By Nathalie Voit
Construction of new residential housing was unexpectedly up in March, the Commerce Department said in a news release on April 19.
Privately-owned housing starts in March rose 0.3% to a seasonally adjusted annual rate of 1.793 million. This was the highest figure since June 2006 and surpassed market estimates of 1.745 million, as forecasted by Reuters economists.
Data for February was also upwardly revised to an annualized rate of 1.788 million units from 1.769 million units, the department said.
Regarding single-family housing, U.S. homebuilding activity tumbled 1.7% to a pace of 1.200 million units a year in March. Starts of houses with five or more units surged 7.5% to 574,000 units, the department said.
Building permits for future housing increased 0.4% last month to a rate of 1.873 million units, according to the report.
However, mortgage rates continue to trend upward. As of April 21, the 30-year fixed mortgage rate is 5.27%, according to data from Mortgage News Daily. In the week ending April 21, mortgage rates averaged 5.11%, up from 4.72% in the week ending April 7, Freddie Mac said.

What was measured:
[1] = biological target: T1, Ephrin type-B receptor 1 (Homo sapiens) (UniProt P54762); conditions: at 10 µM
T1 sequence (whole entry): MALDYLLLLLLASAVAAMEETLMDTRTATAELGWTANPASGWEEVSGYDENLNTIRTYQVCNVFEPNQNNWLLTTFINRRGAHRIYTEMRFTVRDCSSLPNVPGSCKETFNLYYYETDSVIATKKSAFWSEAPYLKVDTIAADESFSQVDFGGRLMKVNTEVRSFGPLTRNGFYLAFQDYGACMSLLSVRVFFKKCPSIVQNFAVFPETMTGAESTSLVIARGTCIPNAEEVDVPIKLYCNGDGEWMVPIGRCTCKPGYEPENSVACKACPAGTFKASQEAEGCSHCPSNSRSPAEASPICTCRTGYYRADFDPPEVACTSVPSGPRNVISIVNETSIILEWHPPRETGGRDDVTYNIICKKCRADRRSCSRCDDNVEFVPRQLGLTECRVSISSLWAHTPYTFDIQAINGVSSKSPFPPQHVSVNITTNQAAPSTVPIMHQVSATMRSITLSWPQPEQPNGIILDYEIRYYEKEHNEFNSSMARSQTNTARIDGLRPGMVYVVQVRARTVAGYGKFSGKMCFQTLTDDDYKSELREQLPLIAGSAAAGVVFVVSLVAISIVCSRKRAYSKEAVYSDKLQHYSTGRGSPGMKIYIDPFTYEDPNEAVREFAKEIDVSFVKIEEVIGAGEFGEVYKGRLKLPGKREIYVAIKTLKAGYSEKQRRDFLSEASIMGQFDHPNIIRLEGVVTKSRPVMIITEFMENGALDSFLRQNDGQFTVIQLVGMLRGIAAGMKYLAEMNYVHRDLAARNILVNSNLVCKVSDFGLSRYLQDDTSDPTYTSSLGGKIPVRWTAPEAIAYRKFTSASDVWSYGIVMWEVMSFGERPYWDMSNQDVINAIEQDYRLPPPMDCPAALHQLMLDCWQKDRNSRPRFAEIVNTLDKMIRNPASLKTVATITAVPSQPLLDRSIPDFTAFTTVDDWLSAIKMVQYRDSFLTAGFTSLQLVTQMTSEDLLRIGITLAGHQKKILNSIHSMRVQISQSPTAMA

The mortgage loan giant said that rates have now increased for the seventh consecutive week as 10-year Treasury yields continue to rise.
According to Goldman Sachs economist Ronnie Walker, housing starts in 2022 will surge by 5% to 1.7 million despite the decade-high mortgage rates because “housing starts have historically been unresponsive to changes in mortgage rates in a supply-constrained environment.”
“When housing markets are tight, like they are today, homebuilders are likely to keep building because they should have little fear that homes will sit vacant after completion,” Walker said in a research note titled: “Will Higher Rates Put Out The Housing Fire?”
Walker added that the housing market is “the most interest-rate-sensitive segment of the economy” and the Fed’s primary mechanism of monetary policy transmission.